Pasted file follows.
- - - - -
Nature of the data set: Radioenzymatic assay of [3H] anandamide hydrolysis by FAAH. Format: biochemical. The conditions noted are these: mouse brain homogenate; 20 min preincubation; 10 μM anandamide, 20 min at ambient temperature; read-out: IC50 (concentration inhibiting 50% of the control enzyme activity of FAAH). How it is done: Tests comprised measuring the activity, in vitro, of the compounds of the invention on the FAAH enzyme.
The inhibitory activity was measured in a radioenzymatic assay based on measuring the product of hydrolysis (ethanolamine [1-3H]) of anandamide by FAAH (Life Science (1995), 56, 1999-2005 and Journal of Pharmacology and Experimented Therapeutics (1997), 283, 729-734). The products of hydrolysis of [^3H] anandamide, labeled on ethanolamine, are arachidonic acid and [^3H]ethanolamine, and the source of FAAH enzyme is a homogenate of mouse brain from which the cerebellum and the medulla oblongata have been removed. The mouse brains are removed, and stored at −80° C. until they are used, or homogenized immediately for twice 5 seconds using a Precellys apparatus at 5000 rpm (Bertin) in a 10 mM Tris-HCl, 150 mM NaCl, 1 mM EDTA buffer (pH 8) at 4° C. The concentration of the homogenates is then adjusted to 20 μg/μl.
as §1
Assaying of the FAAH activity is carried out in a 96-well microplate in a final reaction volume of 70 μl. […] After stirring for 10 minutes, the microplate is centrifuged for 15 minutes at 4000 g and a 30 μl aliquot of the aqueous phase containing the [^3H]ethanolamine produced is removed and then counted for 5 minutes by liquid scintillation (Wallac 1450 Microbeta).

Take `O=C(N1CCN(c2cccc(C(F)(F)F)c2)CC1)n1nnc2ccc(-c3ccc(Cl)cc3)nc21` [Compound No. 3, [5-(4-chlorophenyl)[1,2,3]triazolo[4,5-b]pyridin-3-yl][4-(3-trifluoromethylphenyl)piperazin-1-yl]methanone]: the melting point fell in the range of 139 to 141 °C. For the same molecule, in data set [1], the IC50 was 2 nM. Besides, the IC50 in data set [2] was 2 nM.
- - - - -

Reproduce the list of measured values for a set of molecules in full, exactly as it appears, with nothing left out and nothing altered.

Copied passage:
Nature of the data set: Radioenzymatic assay of [3H] anandamide hydrolysis by FAAH. Format: biochemical. The conditions noted are these: mouse brain homogenate; 20 min preincubation; 10 μM anandamide, 20 min at ambient temperature; read-out: IC50 (concentration inhibiting 50% of the control enzyme activity of FAAH). How it is done: Tests comprised measuring the activity, in vitro, of the compounds of the invention on the FAAH enzyme.
The inhibitory activity was measured in a radioenzymatic assay based on measuring the product of hydrolysis (ethanolamine [1-3H]) of anandamide by FAAH (Life Science (1995), 56, 1999-2005 and Journal of Pharmacology and Experimented Therapeutics (1997), 283, 729-734). The products of hydrolysis of [^3H] anandamide, labeled on ethanolamine, are arachidonic acid and [^3H]ethanolamine, and the source of FAAH enzyme is a homogenate of mouse brain from which the cerebellum and the medulla oblongata have been removed. The mouse brains are removed, and stored at −80° C. until they are used, or homogenized immediately for twice 5 seconds using a Precellys apparatus at 5000 rpm (Bertin) in a 10 mM Tris-HCl, 150 mM NaCl, 1 mM EDTA buffer (pH 8) at 4° C. The concentration of the homogenates is then adjusted to 20 μg/μl.
as §1
Assaying of the FAAH activity is carried out in a 96-well microplate in a final reaction volume of 70 μl. […] After stirring for 10 minutes, the microplate is centrifuged for 15 minutes at 4000 g and a 30 μl aliquot of the aqueous phase containing the [^3H]ethanolamine produced is removed and then counted for 5 minutes by liquid scintillation (Wallac 1450 Microbeta).

Take `O=C(N1CCN(c2cccc(C(F)(F)F)c2)CC1)n1nnc2ccc(-c3ccc(Cl)cc3)nc21` [Compound No. 3, [5-(4-chlorophenyl)[1,2,3]triazolo[4,5-b]pyridin-3-yl][4-(3-trifluoromethylphenyl)piperazin-1-yl]methanone]: the melting point fell in the range of 139 to 141 °C. For the same molecule, in data set [1], the IC50 was 2 nM. Besides, the IC50 in data set [2] was 2 nM.